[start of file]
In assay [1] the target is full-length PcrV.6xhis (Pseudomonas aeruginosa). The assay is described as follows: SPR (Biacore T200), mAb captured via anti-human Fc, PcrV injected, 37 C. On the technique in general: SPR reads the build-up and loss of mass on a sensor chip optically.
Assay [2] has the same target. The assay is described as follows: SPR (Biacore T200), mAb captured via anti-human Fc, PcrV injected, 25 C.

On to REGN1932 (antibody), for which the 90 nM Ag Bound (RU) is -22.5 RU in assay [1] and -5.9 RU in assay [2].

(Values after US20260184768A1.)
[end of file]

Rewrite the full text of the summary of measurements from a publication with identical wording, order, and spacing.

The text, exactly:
In assay [1] the target is full-length PcrV.6xhis (Pseudomonas aeruginosa). The assay is described as follows: SPR (Biacore T200), mAb captured via anti-human Fc, PcrV injected, 37 C. On the technique in general: SPR reads the build-up and loss of mass on a sensor chip optically.
Assay [2] has the same target. The assay is described as follows: SPR (Biacore T200), mAb captured via anti-human Fc, PcrV injected, 25 C.

On to REGN1932 (antibody), for which the 90 nM Ag Bound (RU) is -22.5 RU in assay [1] and -5.9 RU in assay [2].

(Values after US20260184768A1.)